Many people in our country and around the world are fearful of the Coronavirus (COVID-19) and the repercussions of this pandemic. With that fear comes the possibility of vulnerability to scammers who are capitalizing on these fears in multiple ways.
• They are offering treatments and vaccines. Scammers are claiming they can treat the Coronavirus with teas, essential oils and colloidal silver. The Federal Trade Commission (FTC) requires evidence to support these claims, which these scammers do not have. According to the FTC’s article Coronavirus Scams — What the FTC is Doing, “The FDA says there are no approved vaccines, drugs or investigational products currently available to treat or prevent the virus.”
• They are sending emails disguised to look like they are from reputable sources that can infect your computer with malware.
• They are scamming individuals to donate money to charities that are set up as a scam.
So What Can You Do to Protect Yourself From Scammers?
It’s the same as always, but especially now, don’t let fear impact your thinking.
• Don’t click on links from sources you don’t know.
• Don’t open or click on emails from the Center for Disease Control and Prevention (CDC) or the World Health Organization (WHO). Scammers will try to lure you in with an email disguised to look like it’s from a reputable source. Go directly to the CDC and WHO websites to learn the latest.
• According to the FTC, “There are no vaccines, pills, potions lotions, lozenges or other prescription or over-the-counter products to treat or cure Coronavirus disease 2019 (COVID-19)— online or in stores.”
• If you want to donate to a charity or through crowdfunding, make sure you research thoroughly. Be thoughtful, check it out, don’t rush and never give cash, gift cards or wired donations. You can learn more by visiting the FTC’s website or reading one of their blogs.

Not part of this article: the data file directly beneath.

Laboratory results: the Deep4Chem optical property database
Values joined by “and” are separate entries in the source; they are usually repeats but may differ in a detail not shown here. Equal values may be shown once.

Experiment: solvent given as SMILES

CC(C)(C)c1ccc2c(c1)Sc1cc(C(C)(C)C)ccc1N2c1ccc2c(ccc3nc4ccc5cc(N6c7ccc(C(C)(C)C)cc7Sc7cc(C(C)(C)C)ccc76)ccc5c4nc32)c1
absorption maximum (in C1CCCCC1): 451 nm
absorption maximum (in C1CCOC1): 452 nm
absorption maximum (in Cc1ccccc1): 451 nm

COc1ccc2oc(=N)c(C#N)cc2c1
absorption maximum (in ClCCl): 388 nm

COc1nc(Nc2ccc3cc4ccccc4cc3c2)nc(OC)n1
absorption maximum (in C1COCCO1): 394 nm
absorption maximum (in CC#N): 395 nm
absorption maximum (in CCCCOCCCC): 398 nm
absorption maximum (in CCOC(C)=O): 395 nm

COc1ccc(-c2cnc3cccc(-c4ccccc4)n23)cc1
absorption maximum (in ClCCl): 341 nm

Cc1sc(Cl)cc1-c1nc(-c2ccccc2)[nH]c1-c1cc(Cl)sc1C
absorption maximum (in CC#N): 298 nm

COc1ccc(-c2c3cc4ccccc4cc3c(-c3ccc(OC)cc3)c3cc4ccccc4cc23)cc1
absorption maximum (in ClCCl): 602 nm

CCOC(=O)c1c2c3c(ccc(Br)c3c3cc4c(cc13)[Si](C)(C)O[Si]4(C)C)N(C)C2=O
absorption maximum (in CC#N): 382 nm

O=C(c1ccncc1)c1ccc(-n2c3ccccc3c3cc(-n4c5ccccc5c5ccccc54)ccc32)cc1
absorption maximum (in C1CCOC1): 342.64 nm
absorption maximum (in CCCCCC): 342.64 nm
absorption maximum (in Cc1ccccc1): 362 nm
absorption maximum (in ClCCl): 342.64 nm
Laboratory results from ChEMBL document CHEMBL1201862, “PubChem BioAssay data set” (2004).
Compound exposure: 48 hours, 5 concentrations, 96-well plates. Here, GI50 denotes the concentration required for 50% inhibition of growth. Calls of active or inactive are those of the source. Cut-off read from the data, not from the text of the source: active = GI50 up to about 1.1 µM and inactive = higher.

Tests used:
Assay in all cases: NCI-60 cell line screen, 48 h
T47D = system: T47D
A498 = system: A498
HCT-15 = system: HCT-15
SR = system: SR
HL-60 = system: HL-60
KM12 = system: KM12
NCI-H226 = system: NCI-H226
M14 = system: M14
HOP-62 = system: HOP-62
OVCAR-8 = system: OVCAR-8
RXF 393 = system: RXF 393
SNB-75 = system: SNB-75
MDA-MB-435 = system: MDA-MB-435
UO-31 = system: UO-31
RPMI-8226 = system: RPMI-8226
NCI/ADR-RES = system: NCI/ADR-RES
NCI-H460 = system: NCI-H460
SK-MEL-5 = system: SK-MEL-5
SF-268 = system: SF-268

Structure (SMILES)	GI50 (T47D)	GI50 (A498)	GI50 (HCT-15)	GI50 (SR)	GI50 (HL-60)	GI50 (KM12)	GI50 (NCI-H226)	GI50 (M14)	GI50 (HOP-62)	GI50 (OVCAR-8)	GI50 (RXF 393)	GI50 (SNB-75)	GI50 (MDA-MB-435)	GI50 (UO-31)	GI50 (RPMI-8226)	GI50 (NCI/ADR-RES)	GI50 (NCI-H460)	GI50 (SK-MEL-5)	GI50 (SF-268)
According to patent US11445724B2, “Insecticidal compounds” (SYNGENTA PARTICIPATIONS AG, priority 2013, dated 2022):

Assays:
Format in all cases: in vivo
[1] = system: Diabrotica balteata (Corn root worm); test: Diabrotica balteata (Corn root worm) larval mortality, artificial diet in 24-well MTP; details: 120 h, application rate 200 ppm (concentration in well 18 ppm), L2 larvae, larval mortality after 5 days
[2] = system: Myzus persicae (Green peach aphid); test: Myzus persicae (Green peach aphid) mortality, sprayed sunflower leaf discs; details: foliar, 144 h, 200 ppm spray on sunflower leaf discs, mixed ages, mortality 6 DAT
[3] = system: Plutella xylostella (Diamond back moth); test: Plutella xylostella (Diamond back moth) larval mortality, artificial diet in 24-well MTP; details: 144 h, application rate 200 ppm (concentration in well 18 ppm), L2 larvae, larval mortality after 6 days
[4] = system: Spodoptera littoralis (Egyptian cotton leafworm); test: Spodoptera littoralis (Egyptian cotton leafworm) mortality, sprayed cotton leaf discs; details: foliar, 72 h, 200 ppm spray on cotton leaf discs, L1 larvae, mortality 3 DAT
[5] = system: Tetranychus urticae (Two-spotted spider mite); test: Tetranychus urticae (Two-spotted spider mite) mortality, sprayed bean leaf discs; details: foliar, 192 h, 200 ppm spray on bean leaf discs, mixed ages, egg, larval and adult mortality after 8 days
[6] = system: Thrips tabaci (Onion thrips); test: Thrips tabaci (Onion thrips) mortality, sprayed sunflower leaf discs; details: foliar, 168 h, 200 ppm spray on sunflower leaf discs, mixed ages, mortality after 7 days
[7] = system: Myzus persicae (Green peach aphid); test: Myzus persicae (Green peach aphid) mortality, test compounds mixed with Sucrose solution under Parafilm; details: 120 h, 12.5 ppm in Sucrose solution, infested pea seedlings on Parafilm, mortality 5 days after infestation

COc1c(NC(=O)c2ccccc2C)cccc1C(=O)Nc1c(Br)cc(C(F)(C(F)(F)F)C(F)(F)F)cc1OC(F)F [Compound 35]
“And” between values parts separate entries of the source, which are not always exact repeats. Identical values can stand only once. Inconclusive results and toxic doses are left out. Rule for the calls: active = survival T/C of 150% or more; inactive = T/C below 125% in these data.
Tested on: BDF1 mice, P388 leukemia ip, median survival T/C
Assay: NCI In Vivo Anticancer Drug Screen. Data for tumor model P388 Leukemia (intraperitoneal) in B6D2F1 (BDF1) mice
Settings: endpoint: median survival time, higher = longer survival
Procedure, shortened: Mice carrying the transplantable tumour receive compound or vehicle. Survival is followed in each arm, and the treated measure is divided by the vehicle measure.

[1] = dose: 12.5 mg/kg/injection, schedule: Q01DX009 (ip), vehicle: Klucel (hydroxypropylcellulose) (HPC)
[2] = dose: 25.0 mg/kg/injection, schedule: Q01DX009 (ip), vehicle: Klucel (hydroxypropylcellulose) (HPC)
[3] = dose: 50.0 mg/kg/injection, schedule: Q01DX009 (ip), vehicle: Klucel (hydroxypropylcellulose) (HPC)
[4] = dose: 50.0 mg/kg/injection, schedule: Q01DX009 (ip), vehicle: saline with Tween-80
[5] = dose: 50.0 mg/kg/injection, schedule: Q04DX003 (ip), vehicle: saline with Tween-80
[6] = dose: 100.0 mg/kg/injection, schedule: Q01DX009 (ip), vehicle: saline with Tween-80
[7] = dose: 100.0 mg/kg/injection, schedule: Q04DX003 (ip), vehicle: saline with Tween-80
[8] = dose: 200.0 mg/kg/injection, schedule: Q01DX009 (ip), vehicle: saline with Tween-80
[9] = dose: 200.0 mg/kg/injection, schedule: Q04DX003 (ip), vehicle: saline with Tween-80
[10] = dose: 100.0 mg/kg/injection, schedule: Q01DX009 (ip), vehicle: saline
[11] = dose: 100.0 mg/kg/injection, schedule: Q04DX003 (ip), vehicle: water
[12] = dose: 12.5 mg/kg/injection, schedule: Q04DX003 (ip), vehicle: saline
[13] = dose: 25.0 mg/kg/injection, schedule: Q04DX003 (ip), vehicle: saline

It’s important to stay vigilant in this time of uncertainty. Stop and think before you click.
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Our firm provides the information in this article for general guidance only, and does not constitute the provision of legal advice, tax advice, accounting services, investment advice or professional consulting of any kind. The information provided herein should not be used as a substitute for consultation with professional tax, accounting, legal or other competent advisors. Before making any decision or taking any action, you should consult a professional advisor who has been provided with all pertinent facts relevant to your particular situation. Tax articles in this blog are not intended to be used, and cannot be used by any taxpayer, for the purpose of avoiding accuracy-related penalties that may be imposed on the taxpayer. The information is provided “as is,” with no assurance or guarantee of completeness, accuracy or timeliness of the information, and without warranty of any kind, express or implied, including but not limited to warranties of performance, merchantability and fitness for a particular purpose.